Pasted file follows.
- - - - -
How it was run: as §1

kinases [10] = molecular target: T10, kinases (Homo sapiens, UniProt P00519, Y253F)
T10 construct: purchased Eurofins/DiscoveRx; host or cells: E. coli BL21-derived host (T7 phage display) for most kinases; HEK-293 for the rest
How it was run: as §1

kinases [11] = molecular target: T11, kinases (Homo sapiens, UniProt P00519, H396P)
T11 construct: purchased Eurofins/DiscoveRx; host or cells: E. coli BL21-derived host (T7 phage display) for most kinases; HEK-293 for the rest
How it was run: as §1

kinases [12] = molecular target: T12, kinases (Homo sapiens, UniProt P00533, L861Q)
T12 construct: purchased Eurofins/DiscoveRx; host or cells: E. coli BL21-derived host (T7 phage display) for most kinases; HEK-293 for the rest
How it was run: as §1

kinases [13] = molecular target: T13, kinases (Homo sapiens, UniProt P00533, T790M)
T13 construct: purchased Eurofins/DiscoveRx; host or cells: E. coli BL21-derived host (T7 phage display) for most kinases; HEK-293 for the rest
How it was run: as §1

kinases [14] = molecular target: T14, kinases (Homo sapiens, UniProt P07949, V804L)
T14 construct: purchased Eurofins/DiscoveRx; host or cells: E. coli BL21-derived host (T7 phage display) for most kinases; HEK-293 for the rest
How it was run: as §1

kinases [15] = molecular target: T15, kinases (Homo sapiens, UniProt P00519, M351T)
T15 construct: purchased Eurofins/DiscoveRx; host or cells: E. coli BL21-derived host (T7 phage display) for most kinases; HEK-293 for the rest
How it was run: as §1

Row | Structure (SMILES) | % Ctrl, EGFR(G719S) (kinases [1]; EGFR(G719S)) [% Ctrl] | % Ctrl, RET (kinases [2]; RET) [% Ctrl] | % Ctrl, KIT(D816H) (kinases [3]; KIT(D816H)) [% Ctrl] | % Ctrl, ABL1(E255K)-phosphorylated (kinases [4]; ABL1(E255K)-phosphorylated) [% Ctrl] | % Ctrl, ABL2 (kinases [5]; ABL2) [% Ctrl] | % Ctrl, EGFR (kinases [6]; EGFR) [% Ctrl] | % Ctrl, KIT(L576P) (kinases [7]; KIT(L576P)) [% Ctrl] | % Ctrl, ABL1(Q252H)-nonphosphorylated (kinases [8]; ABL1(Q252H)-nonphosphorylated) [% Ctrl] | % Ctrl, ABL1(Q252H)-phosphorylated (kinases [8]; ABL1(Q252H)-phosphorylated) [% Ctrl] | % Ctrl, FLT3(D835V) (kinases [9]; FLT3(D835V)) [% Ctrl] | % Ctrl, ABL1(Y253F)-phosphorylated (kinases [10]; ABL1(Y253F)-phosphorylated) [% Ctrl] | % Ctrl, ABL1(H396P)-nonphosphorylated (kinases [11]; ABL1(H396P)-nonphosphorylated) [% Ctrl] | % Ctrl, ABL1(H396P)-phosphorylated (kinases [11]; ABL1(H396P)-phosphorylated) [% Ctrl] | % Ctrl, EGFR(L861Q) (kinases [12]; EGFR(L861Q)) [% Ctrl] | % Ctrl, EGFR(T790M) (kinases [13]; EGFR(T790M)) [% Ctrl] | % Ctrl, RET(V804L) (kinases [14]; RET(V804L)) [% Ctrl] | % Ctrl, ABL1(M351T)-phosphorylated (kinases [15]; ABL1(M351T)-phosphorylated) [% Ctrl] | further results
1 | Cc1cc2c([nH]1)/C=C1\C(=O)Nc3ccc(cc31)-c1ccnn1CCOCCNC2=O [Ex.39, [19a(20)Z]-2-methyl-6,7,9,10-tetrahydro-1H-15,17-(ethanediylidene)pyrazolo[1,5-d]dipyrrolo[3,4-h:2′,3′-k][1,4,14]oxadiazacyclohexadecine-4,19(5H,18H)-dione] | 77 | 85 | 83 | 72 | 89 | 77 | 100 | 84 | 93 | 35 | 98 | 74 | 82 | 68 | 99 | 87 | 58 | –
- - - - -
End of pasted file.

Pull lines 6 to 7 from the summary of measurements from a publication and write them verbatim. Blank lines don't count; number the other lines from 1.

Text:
T11 construct: purchased Eurofins/DiscoveRx; host or cells: E. coli BL21-derived host (T7 phage display) for most kinases; HEK-293 for the rest
How it was run: as §1